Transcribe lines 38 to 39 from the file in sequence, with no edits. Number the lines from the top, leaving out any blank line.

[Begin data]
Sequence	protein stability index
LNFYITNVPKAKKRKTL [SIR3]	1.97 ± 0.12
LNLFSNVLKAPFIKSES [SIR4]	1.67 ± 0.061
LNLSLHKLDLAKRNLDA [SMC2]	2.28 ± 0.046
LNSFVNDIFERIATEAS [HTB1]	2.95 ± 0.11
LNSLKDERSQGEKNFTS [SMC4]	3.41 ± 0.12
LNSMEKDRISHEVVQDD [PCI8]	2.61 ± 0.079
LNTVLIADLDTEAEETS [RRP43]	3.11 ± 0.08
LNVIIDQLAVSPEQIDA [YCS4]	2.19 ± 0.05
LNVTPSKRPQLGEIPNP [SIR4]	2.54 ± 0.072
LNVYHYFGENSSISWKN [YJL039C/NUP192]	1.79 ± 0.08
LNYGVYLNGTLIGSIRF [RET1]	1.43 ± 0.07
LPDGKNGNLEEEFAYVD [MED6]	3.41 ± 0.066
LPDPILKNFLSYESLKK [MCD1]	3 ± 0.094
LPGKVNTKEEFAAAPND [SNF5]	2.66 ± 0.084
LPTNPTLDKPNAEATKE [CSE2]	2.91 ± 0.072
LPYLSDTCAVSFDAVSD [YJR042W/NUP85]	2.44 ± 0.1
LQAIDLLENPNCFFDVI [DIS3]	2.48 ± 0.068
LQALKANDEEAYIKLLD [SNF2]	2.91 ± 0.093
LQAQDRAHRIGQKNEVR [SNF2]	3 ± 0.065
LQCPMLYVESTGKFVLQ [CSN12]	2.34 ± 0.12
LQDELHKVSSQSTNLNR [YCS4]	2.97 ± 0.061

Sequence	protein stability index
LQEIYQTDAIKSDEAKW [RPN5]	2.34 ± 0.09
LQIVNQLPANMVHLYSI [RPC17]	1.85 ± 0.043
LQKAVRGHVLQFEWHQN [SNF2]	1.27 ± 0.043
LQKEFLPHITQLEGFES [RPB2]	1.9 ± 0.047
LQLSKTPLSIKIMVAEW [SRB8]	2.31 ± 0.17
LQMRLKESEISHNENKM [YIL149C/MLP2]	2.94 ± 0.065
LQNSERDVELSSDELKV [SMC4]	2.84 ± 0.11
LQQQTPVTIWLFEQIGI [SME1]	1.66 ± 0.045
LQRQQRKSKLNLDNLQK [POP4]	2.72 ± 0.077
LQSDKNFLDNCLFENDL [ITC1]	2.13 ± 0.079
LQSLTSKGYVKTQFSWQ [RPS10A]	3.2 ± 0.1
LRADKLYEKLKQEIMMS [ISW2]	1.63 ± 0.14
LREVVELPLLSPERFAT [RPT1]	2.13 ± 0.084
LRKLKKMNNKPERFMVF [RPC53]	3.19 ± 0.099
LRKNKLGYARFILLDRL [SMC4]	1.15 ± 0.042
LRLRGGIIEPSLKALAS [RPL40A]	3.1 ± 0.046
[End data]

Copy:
LRKNKLGYARFILLDRL [SMC4]	1.15 ± 0.042
LRLRGGIIEPSLKALAS [RPL40A]	3.1 ± 0.046